In the first five levels or so my group was constantly hunting for food and almost all money was spent on food. Then gradually I got more money and it allowed me to start buying better equipment. Now at level 20+ food is expensive but don´t seriosly threat my economy anymore. I have let my explorer Gaulen to specialise in the skill hunting which gives me some food after fighting animals and allows me to find more food in the wilderness.

Items and Equipment

Each village has one shop that replenishes itself after a few days. This is very good since there is a reason to look through if there are any new interesting items to buy. I find the prices in the game to be relatively cheap. It was only during my first five levels or so I had trouble buying what I wanted. After level 10 I always had enough money to buy what I wanted. That requires that you save gold though and not spend everything on food or buying skillpoints from trainers. The only problem is that the shop never holds any highlevel items that are extremely expensive. So even if you have a lot of gold you could not buy exceptionally good items.  Also most of the unidentified things you find when you are out adventuring is not better than what you could buy in the shop. These two things are my only complaints. Other than that I think the system works very well.  

You could compare equppeditems with shop items easily

Random encounters

I also really like the way random encounters are handled in this game. Each map is filled with fixed encounters and random ones. The random ones seems to trigger after a certain amount of time (time only moves when you are moving). You always get the chance to try to disengage from a random encounter but if you fail you will be ambushed. The explorer class has a certain skill called camouflage which allows him to use his few powerpoints (like mana) to automatically succeed in avoiding combat. That is a powerful skill since it always allows you to avoid at least one encounter if you have power points enough and could give you time to get back to safety. I have never found myself in a situation in where I cannot return back to safety (or rather, you could always reload if you fail to flee an encounter). 

Opponents have two ranks just as yourself and the farther rank must use ranged weapons or spells

While this might seem to make the game easy that is really not the case. You can never escape an ongoing combat for example. Each map has a fixed set of random encounters. When you have killed them all you receive a bonus in XP and will not be bothered by them anymore. This system is very well implemented. Each encounter is random from a fixed set of encounters.

I remember the torture and terrible frequency of random encounters in Dragon Wars, Bard´s Tale III or Curse of the Azure Bonds. It is not fun to grind forever and with no way of returning back to safety. Here you can do that by using the camouflage skill, try to avoid the encounter and if all that fails and you are trapped somewhere, you might have bought some teleporter stones back to your starting village (I don´t know if you can use them in combat though).


The trees are taking burning damage every round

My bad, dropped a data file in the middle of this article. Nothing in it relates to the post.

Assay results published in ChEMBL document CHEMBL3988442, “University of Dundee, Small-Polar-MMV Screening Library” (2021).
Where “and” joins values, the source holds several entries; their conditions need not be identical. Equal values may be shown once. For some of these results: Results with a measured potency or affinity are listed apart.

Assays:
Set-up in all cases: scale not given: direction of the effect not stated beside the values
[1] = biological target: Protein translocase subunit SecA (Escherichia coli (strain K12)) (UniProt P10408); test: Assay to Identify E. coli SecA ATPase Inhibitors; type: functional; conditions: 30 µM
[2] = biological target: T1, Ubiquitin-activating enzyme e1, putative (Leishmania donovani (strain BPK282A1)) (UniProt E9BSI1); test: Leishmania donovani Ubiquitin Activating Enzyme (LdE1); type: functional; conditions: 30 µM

There are much to like about this game. Other seemingly small but not unimportant things are a great user interface, good font and message handling. With message handling I mean the small area in the upper right of the screen that displays XP earned, any level up increases, items found etc. I like to watch this part of the screen every time after a combat to see if any one of my party is eligible to level up.

The graphics are well drawn in 2D and very colorful without being cartoonish (something I hate). Monsters in combat are very well made with their own voices or natural sounds. There is always beautiful music played in the background but it never takes over and it never really catches on. The leadtime is well done but never makes an impact like in Legend of Grimrock II or Might & Magic X.

Despite having played for over 30 hours the gameplay is still very enjoyable. The huge world is divided into maps filled with villages, caves, towers, castles, huts and whatever you could wish for. You will travel through huge forests, snowy landscapes, deserts, beaches and all kind of terrain you could think of.


You must use torches or magical lights in the dark

Typical dialogue with the trainer in my second village

I haven´t found any technical bugs in the game. Loading times is great and everything works smooth and quick.

As in all RPGs, combat and completed missions gives you experience points. Every class has its own level requirements but as soon as you are ready to level up you can click on the character and select the upgrade icon anytime. While in the levelup process you are given two points to spend on attribute upgrades like strength, constitution, speed, agility and energy and a certain amount of skillpoints depending on your choosen class. You will also be given a few hitponts and powerpoints depending on your class. You may only increase your skills one step at each level upgrade. Any unspent skill points there will be saved to your next level advance.

At certain levelthresholds you will be given new skills to choose from so there is always something to look forward to. You even get hints at the previous level which new skill will be available in the next. A perfect system and very well implemented.

At some points in the game you must solve puzzles

Indoor environments are filled with hidden doors, traps and buttons.